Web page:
Publisher: Zaffre (Trade Paperback – 11 June 2020)
Length: 307 pages
My Rating: 4.5 out of 5 Stars
Bestselling historical fiction author Harry Sidebottom takes you on a dark and compelling adventure into the mind of a haunted Roman soldier as he returns home only to find more death waiting for him with, The Return.
Harry Sidebottom is an impressive author specialising in exciting and detailed Roman historical fiction novels, whose work I have been enjoying for years. Sidebottom has so far written two amazing series, the Warrior of Rome series, which followed a barbarian turned Roman general, Ballista, as he attempts to survive the machinations and wars of the Empire, and The Throne of the Caesar’s novels that examined some of the more obscure and chaotic Roman Emperors. In recent years Sidebottom has started experimenting with some compelling standalone novels. The first of these, The Last Hour, brought back Ballista and set him on a fast-paced adventure through Rome in a manner reminiscent of the television series 24. His next novel The Lost Ten, featured a group of 10 mis-matched Roman soldiers who are sent on an infiltration mission into enemy territory to break a high value target out of prison. His third standalone novel was The Return, which came out last year. I read it a little while ago and failed to provide a timely review for it. However, as Sidebottom’s latest novel, The Burning Road, has just been released, I thought I would take this opportunity to quickly review The Return so I have a clean slate when I get my hands on a copy of his latest book.
He came home a hero.
But death isn’t finished with him yet . . .
145BC – CALABRIA, ANCIENT ROME. After years of spilling blood for Rome, Gaius Furius Paullus has returned home to spend his remaining days working quietly on the family farm.
But it seems death has stalked Paullus from the battlefield. Just days after his arrival, bodies start appearing – murdered and mutilated. And as the deaths stack up, and panic spreads, the war hero becomes the prime suspect. After all, Paullus has killed countless enemies on the battlefield – could he have brought his habit home with him?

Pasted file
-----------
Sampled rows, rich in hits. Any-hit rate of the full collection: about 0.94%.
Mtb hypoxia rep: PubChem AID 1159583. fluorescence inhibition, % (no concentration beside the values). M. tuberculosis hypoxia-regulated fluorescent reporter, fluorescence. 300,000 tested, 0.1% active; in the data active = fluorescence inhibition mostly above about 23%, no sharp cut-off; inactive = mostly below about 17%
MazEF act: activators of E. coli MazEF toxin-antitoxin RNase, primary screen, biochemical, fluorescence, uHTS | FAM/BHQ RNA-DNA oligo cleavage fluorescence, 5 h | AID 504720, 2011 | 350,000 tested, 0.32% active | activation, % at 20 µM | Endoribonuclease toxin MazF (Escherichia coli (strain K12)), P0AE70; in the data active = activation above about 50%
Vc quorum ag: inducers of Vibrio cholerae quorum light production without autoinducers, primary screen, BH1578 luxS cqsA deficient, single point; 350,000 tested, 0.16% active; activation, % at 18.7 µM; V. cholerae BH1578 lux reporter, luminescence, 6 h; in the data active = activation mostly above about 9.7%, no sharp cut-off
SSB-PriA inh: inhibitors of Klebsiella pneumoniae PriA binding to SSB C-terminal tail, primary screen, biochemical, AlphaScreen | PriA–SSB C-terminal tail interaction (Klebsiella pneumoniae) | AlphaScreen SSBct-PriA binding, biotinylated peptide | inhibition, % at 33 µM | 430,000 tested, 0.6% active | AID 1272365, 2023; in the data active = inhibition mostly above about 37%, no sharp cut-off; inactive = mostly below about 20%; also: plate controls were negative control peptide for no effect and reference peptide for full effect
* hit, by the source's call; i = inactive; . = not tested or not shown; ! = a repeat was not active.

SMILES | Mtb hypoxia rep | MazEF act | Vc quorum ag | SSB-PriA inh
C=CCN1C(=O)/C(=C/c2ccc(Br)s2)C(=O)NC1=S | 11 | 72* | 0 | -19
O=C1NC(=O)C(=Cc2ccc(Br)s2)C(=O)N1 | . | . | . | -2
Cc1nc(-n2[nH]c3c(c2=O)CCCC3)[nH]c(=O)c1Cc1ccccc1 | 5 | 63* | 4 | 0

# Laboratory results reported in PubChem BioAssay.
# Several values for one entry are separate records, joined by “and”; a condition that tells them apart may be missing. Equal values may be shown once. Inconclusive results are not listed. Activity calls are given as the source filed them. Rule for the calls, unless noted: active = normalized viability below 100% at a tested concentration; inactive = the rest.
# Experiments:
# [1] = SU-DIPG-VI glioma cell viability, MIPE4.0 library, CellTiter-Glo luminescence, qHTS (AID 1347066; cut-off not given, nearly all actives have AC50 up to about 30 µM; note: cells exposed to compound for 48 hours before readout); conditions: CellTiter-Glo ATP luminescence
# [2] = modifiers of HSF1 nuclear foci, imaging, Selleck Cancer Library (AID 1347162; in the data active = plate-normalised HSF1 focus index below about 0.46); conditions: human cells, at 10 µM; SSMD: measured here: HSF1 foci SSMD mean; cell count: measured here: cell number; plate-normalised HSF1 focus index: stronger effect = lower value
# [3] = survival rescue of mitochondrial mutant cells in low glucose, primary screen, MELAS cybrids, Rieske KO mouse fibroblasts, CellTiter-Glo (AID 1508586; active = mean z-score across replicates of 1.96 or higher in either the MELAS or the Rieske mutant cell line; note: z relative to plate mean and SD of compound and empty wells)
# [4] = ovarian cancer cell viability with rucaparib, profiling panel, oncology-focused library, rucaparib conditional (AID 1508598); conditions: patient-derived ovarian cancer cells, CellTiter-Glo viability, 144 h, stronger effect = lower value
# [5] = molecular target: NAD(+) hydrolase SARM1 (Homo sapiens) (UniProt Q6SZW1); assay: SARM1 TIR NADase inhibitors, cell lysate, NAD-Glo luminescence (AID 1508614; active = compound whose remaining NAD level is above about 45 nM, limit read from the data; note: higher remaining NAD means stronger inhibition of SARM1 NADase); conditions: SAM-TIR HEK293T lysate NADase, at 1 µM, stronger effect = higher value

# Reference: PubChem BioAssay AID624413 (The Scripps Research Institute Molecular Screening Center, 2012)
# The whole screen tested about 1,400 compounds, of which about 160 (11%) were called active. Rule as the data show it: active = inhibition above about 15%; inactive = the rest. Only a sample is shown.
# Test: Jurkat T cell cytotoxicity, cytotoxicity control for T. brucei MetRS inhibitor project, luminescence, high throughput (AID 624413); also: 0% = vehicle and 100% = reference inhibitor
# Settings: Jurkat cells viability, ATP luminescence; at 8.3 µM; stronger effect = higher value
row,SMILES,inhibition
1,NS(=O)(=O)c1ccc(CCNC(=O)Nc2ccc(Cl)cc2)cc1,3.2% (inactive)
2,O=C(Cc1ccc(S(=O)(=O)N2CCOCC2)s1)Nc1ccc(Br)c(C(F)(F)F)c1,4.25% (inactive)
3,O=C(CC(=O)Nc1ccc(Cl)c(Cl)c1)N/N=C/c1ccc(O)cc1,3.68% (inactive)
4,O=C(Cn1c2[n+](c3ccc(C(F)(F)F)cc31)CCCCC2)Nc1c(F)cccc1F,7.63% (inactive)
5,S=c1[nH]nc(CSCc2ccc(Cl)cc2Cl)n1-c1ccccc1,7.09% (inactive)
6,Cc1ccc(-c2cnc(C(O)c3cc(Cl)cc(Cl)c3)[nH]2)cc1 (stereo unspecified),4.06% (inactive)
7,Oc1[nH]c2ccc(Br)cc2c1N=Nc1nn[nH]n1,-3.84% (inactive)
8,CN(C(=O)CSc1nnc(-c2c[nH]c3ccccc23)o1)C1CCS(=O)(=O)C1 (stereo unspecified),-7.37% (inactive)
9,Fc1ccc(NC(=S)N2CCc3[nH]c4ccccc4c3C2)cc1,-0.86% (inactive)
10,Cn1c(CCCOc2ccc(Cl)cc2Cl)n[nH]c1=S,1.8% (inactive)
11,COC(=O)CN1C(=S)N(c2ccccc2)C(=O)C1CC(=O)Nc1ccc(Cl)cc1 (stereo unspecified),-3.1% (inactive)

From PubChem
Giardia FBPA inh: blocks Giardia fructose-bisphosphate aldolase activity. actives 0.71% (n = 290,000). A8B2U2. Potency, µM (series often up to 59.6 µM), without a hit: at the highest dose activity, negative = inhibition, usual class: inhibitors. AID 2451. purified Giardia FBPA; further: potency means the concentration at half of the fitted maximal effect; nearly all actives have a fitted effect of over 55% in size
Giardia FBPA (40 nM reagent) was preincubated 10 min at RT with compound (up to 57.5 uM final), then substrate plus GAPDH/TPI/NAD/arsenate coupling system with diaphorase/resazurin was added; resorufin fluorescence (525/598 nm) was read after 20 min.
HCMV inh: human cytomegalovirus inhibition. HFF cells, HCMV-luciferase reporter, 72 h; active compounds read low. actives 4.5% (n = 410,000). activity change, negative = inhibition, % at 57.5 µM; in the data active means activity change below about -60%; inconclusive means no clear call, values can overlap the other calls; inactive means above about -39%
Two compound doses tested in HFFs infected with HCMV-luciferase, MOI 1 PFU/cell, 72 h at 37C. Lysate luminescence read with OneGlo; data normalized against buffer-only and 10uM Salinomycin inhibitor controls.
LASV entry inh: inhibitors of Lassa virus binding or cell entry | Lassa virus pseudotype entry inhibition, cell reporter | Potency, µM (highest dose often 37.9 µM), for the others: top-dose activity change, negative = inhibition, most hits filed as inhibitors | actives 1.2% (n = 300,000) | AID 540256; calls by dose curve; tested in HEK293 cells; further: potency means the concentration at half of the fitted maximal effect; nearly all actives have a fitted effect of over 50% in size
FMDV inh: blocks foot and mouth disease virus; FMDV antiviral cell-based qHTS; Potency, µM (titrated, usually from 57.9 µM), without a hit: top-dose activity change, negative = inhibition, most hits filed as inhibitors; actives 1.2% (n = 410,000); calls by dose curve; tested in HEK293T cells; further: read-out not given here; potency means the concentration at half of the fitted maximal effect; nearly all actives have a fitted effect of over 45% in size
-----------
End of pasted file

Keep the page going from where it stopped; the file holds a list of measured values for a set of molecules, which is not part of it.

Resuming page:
With the psychological effects of combat clouding every thought, Paullus must use all his soldier’s instincts to hunt the real killer. Because if they are not brought to justice soon, he may become the next victim.
The Return was an intriguing and compelling novel that contains a brilliant and dark historical murder mystery. Like some of his previous novels, Sidebottom has blended some unique crime fiction/thriller elements with his traditional historical settings and storylines. As such, The Return reads like an interesting combination of historical fiction and a darker crime novel, specifically Scandi noir. This results in a clever and compelling character driven narrative that follows a dark and conflicted Roman protagonist who is forced to investigate a series of murders in his grim and forbidding village. The author does a wonderful job of blending his historical elements with the compelling crime fiction storyline, and the reader is soon treated to a harrowing and exciting murder investigation. There is some brilliant use of a darker location, including a forbidding forest, as well as a lot of focus on his haunted protagonist, especially through a series of flashbacks. All this comes together into an excellent narrative, and it was fascinating to see Sidebottom’s damaged protagonist dive head long into danger while trying to solve the murder and prove his own innocence. While I did think that the solution to the mystery and the culprits behind the murder was a little obvious, this ended up being an excellent and impressive novel. Sidebottom really takes the readers on a harrowing and enjoyable ride here, and I ended up getting through it in a few short days.